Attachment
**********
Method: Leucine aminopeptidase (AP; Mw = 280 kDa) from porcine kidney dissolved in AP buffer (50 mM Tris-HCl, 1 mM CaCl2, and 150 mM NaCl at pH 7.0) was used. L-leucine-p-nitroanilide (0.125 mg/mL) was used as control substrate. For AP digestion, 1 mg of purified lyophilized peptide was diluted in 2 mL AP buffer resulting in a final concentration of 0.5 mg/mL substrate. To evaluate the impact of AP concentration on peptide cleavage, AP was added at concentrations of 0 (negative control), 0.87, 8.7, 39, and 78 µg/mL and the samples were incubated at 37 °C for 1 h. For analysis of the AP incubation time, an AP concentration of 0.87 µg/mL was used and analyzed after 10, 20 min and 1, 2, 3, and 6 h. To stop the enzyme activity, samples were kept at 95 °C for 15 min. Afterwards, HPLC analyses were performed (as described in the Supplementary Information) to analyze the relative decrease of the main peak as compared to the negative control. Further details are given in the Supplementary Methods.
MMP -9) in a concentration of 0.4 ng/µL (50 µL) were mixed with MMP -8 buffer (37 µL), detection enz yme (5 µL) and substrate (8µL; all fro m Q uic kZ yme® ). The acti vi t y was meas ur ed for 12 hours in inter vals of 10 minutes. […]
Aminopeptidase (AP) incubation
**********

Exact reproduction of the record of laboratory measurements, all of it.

Method: Leucine aminopeptidase (AP; Mw = 280 kDa) from porcine kidney dissolved in AP buffer (50 mM Tris-HCl, 1 mM CaCl2, and 150 mM NaCl at pH 7.0) was used. L-leucine-p-nitroanilide (0.125 mg/mL) was used as control substrate. For AP digestion, 1 mg of purified lyophilized peptide was diluted in 2 mL AP buffer resulting in a final concentration of 0.5 mg/mL substrate. To evaluate the impact of AP concentration on peptide cleavage, AP was added at concentrations of 0 (negative control), 0.87, 8.7, 39, and 78 µg/mL and the samples were incubated at 37 °C for 1 h. For analysis of the AP incubation time, an AP concentration of 0.87 µg/mL was used and analyzed after 10, 20 min and 1, 2, 3, and 6 h. To stop the enzyme activity, samples were kept at 95 °C for 15 min. Afterwards, HPLC analyses were performed (as described in the Supplementary Information) to analyze the relative decrease of the main peak as compared to the negative control. Further details are given in the Supplementary Methods.
MMP -9) in a concentration of 0.4 ng/µL (50 µL) were mixed with MMP -8 buffer (37 µL), detection enz yme (5 µL) and substrate (8µL; all fro m Q uic kZ yme® ). The acti vi t y was meas ur ed for 12 hours in inter vals of 10 minutes. […]
Aminopeptidase (AP) incubation